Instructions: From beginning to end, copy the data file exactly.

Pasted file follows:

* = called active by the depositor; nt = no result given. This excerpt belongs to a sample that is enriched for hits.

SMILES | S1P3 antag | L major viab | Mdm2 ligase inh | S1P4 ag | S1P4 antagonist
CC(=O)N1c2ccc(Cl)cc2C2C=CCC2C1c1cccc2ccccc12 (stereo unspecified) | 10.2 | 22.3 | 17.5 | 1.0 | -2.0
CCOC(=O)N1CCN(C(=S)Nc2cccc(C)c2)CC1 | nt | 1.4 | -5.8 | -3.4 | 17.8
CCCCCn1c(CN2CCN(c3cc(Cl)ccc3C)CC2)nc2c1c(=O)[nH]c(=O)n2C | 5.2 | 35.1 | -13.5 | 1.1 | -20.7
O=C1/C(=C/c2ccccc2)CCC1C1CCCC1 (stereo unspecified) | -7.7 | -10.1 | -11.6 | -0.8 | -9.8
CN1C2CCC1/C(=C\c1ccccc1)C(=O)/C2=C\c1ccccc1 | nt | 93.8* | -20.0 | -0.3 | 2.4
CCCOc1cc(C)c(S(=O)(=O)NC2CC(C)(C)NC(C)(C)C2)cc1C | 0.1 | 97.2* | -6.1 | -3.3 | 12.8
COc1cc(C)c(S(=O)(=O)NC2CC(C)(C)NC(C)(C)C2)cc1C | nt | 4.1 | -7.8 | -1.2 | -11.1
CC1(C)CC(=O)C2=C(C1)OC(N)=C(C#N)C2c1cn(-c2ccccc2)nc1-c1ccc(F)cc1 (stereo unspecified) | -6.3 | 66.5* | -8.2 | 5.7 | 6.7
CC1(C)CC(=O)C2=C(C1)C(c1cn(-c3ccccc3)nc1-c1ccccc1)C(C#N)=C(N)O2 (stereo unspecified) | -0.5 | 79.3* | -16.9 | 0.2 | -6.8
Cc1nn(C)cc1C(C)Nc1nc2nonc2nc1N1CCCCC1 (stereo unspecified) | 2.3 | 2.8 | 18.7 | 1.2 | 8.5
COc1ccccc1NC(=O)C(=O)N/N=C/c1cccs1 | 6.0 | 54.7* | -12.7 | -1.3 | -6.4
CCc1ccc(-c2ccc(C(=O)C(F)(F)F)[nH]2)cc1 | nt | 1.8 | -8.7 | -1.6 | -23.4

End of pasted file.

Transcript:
* = called active by the depositor; nt = no result given. This excerpt belongs to a sample that is enriched for hits.

SMILES | S1P3 antag | L major viab | Mdm2 ligase inh | S1P4 ag | S1P4 antagonist
CC(=O)N1c2ccc(Cl)cc2C2C=CCC2C1c1cccc2ccccc12 (stereo unspecified) | 10.2 | 22.3 | 17.5 | 1.0 | -2.0
CCOC(=O)N1CCN(C(=S)Nc2cccc(C)c2)CC1 | nt | 1.4 | -5.8 | -3.4 | 17.8
CCCCCn1c(CN2CCN(c3cc(Cl)ccc3C)CC2)nc2c1c(=O)[nH]c(=O)n2C | 5.2 | 35.1 | -13.5 | 1.1 | -20.7
O=C1/C(=C/c2ccccc2)CCC1C1CCCC1 (stereo unspecified) | -7.7 | -10.1 | -11.6 | -0.8 | -9.8
CN1C2CCC1/C(=C\c1ccccc1)C(=O)/C2=C\c1ccccc1 | nt | 93.8* | -20.0 | -0.3 | 2.4
CCCOc1cc(C)c(S(=O)(=O)NC2CC(C)(C)NC(C)(C)C2)cc1C | 0.1 | 97.2* | -6.1 | -3.3 | 12.8
COc1cc(C)c(S(=O)(=O)NC2CC(C)(C)NC(C)(C)C2)cc1C | nt | 4.1 | -7.8 | -1.2 | -11.1
CC1(C)CC(=O)C2=C(C1)OC(N)=C(C#N)C2c1cn(-c2ccccc2)nc1-c1ccc(F)cc1 (stereo unspecified) | -6.3 | 66.5* | -8.2 | 5.7 | 6.7
CC1(C)CC(=O)C2=C(C1)C(c1cn(-c3ccccc3)nc1-c1ccccc1)C(C#N)=C(N)O2 (stereo unspecified) | -0.5 | 79.3* | -16.9 | 0.2 | -6.8
Cc1nn(C)cc1C(C)Nc1nc2nonc2nc1N1CCCCC1 (stereo unspecified) | 2.3 | 2.8 | 18.7 | 1.2 | 8.5
COc1ccccc1NC(=O)C(=O)N/N=C/c1cccs1 | 6.0 | 54.7* | -12.7 | -1.3 | -6.4
CCc1ccc(-c2ccc(C(=O)C(F)(F)F)[nH]2)cc1 | nt | 1.8 | -8.7 | -1.6 | -23.4